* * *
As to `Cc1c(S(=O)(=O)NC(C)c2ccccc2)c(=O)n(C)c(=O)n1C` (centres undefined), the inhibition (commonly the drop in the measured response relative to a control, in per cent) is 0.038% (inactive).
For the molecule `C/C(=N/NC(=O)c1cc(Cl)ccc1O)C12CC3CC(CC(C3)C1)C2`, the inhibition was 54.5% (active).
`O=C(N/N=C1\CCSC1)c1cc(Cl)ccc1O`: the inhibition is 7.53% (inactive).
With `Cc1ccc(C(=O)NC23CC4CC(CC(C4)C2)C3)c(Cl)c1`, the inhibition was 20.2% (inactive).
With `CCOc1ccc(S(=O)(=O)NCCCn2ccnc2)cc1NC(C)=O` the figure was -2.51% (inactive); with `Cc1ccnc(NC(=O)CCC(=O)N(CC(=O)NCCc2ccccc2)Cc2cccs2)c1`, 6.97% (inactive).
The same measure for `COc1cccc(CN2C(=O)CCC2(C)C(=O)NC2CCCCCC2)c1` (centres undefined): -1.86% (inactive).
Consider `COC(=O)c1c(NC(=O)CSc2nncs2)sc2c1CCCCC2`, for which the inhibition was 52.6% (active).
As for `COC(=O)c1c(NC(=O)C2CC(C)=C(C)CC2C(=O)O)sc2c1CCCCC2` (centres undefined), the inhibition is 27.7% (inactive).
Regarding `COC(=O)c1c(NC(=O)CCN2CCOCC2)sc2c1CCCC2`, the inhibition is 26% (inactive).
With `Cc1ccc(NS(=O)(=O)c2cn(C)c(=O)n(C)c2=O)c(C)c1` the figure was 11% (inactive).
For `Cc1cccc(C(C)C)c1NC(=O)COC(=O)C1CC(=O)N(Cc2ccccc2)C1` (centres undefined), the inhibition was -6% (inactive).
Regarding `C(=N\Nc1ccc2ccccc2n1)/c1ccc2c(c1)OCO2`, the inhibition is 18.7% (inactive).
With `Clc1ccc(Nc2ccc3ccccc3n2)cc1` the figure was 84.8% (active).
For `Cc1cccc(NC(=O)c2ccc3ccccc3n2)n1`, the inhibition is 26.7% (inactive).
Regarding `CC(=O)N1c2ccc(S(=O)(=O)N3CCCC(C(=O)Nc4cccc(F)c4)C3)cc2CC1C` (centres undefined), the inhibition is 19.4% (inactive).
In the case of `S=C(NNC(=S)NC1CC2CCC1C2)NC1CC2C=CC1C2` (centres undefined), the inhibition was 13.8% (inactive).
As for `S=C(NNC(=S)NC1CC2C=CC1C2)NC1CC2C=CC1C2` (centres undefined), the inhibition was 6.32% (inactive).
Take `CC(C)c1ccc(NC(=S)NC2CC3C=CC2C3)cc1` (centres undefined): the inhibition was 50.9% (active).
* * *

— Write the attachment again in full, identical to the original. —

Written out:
As to `Cc1c(S(=O)(=O)NC(C)c2ccccc2)c(=O)n(C)c(=O)n1C` (centres undefined), the inhibition (commonly the drop in the measured response relative to a control, in per cent) is 0.038% (inactive).
For the molecule `C/C(=N/NC(=O)c1cc(Cl)ccc1O)C12CC3CC(CC(C3)C1)C2`, the inhibition was 54.5% (active).
`O=C(N/N=C1\CCSC1)c1cc(Cl)ccc1O`: the inhibition is 7.53% (inactive).
With `Cc1ccc(C(=O)NC23CC4CC(CC(C4)C2)C3)c(Cl)c1`, the inhibition was 20.2% (inactive).
With `CCOc1ccc(S(=O)(=O)NCCCn2ccnc2)cc1NC(C)=O` the figure was -2.51% (inactive); with `Cc1ccnc(NC(=O)CCC(=O)N(CC(=O)NCCc2ccccc2)Cc2cccs2)c1`, 6.97% (inactive).
The same measure for `COc1cccc(CN2C(=O)CCC2(C)C(=O)NC2CCCCCC2)c1` (centres undefined): -1.86% (inactive).
Consider `COC(=O)c1c(NC(=O)CSc2nncs2)sc2c1CCCCC2`, for which the inhibition was 52.6% (active).
As for `COC(=O)c1c(NC(=O)C2CC(C)=C(C)CC2C(=O)O)sc2c1CCCCC2` (centres undefined), the inhibition is 27.7% (inactive).
Regarding `COC(=O)c1c(NC(=O)CCN2CCOCC2)sc2c1CCCC2`, the inhibition is 26% (inactive).
With `Cc1ccc(NS(=O)(=O)c2cn(C)c(=O)n(C)c2=O)c(C)c1` the figure was 11% (inactive).
For `Cc1cccc(C(C)C)c1NC(=O)COC(=O)C1CC(=O)N(Cc2ccccc2)C1` (centres undefined), the inhibition was -6% (inactive).
Regarding `C(=N\Nc1ccc2ccccc2n1)/c1ccc2c(c1)OCO2`, the inhibition is 18.7% (inactive).
With `Clc1ccc(Nc2ccc3ccccc3n2)cc1` the figure was 84.8% (active).
For `Cc1cccc(NC(=O)c2ccc3ccccc3n2)n1`, the inhibition is 26.7% (inactive).
Regarding `CC(=O)N1c2ccc(S(=O)(=O)N3CCCC(C(=O)Nc4cccc(F)c4)C3)cc2CC1C` (centres undefined), the inhibition is 19.4% (inactive).
In the case of `S=C(NNC(=S)NC1CC2CCC1C2)NC1CC2C=CC1C2` (centres undefined), the inhibition was 13.8% (inactive).
As for `S=C(NNC(=S)NC1CC2C=CC1C2)NC1CC2C=CC1C2` (centres undefined), the inhibition was 6.32% (inactive).
Take `CC(C)c1ccc(NC(=S)NC2CC3C=CC2C3)cc1` (centres undefined): the inhibition was 50.9% (active).